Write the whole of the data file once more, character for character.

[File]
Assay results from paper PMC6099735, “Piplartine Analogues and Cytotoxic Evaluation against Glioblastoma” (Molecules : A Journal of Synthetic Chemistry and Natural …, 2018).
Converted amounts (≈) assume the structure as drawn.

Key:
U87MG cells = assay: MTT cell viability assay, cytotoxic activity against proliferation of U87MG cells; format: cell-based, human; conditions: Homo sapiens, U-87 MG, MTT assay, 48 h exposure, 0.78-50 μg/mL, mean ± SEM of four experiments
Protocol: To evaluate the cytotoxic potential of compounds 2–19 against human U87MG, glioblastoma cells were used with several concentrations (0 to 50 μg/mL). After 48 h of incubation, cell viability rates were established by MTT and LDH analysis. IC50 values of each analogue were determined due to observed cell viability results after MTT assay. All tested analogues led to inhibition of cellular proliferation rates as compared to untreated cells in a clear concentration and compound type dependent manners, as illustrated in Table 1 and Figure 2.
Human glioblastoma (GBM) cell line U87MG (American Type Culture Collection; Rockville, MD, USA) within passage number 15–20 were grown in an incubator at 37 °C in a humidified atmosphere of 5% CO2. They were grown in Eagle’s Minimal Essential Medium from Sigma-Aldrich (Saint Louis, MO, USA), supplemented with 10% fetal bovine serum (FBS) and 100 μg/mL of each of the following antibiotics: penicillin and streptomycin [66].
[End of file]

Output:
Assay results from paper PMC6099735, “Piplartine Analogues and Cytotoxic Evaluation against Glioblastoma” (Molecules : A Journal of Synthetic Chemistry and Natural …, 2018).
Converted amounts (≈) assume the structure as drawn.

Key:
U87MG cells = assay: MTT cell viability assay, cytotoxic activity against proliferation of U87MG cells; format: cell-based, human; conditions: Homo sapiens, U-87 MG, MTT assay, 48 h exposure, 0.78-50 μg/mL, mean ± SEM of four experiments
Protocol: To evaluate the cytotoxic potential of compounds 2–19 against human U87MG, glioblastoma cells were used with several concentrations (0 to 50 μg/mL). After 48 h of incubation, cell viability rates were established by MTT and LDH analysis. IC50 values of each analogue were determined due to observed cell viability results after MTT assay. All tested analogues led to inhibition of cellular proliferation rates as compared to untreated cells in a clear concentration and compound type dependent manners, as illustrated in Table 1 and Figure 2.
Human glioblastoma (GBM) cell line U87MG (American Type Culture Collection; Rockville, MD, USA) within passage number 15–20 were grown in an incubator at 37 °C in a humidified atmosphere of 5% CO2. They were grown in Eagle’s Minimal Essential Medium from Sigma-Aldrich (Saint Louis, MO, USA), supplemented with 10% fetal bovine serum (FBS) and 100 μg/mL of each of the following antibiotics: penicillin and streptomycin [66].